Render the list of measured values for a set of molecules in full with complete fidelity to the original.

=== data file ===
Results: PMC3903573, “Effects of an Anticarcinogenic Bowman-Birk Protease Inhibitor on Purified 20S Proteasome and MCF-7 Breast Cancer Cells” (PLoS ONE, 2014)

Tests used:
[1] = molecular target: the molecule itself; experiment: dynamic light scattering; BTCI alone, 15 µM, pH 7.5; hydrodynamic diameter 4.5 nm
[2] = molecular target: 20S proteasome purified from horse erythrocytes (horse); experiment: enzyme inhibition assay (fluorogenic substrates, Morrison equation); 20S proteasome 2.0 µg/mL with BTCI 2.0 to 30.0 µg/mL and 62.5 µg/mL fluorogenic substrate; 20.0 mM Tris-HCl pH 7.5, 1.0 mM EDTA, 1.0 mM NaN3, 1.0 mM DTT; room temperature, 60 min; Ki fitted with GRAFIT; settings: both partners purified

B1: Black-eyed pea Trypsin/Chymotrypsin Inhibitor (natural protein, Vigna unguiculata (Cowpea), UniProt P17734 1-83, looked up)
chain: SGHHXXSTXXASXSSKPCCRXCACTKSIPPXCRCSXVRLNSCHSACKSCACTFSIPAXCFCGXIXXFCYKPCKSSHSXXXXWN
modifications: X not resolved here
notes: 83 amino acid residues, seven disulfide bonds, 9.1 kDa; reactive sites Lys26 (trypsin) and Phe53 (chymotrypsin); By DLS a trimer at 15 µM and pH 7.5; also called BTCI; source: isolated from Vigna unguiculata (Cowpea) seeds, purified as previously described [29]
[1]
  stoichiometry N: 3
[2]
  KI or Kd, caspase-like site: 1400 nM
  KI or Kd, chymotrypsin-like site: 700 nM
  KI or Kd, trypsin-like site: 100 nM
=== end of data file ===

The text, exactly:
Results: PMC3903573, “Effects of an Anticarcinogenic Bowman-Birk Protease Inhibitor on Purified 20S Proteasome and MCF-7 Breast Cancer Cells” (PLoS ONE, 2014)

Tests used:
[1] = molecular target: the molecule itself; experiment: dynamic light scattering; BTCI alone, 15 µM, pH 7.5; hydrodynamic diameter 4.5 nm
[2] = molecular target: 20S proteasome purified from horse erythrocytes (horse); experiment: enzyme inhibition assay (fluorogenic substrates, Morrison equation); 20S proteasome 2.0 µg/mL with BTCI 2.0 to 30.0 µg/mL and 62.5 µg/mL fluorogenic substrate; 20.0 mM Tris-HCl pH 7.5, 1.0 mM EDTA, 1.0 mM NaN3, 1.0 mM DTT; room temperature, 60 min; Ki fitted with GRAFIT; settings: both partners purified

B1: Black-eyed pea Trypsin/Chymotrypsin Inhibitor (natural protein, Vigna unguiculata (Cowpea), UniProt P17734 1-83, looked up)
chain: SGHHXXSTXXASXSSKPCCRXCACTKSIPPXCRCSXVRLNSCHSACKSCACTFSIPAXCFCGXIXXFCYKPCKSSHSXXXXWN
modifications: X not resolved here
notes: 83 amino acid residues, seven disulfide bonds, 9.1 kDa; reactive sites Lys26 (trypsin) and Phe53 (chymotrypsin); By DLS a trimer at 15 µM and pH 7.5; also called BTCI; source: isolated from Vigna unguiculata (Cowpea) seeds, purified as previously described [29]
[1]
  stoichiometry N: 3
[2]
  KI or Kd, caspase-like site: 1400 nM
  KI or Kd, chymotrypsin-like site: 700 nM
  KI or Kd, trypsin-like site: 100 nM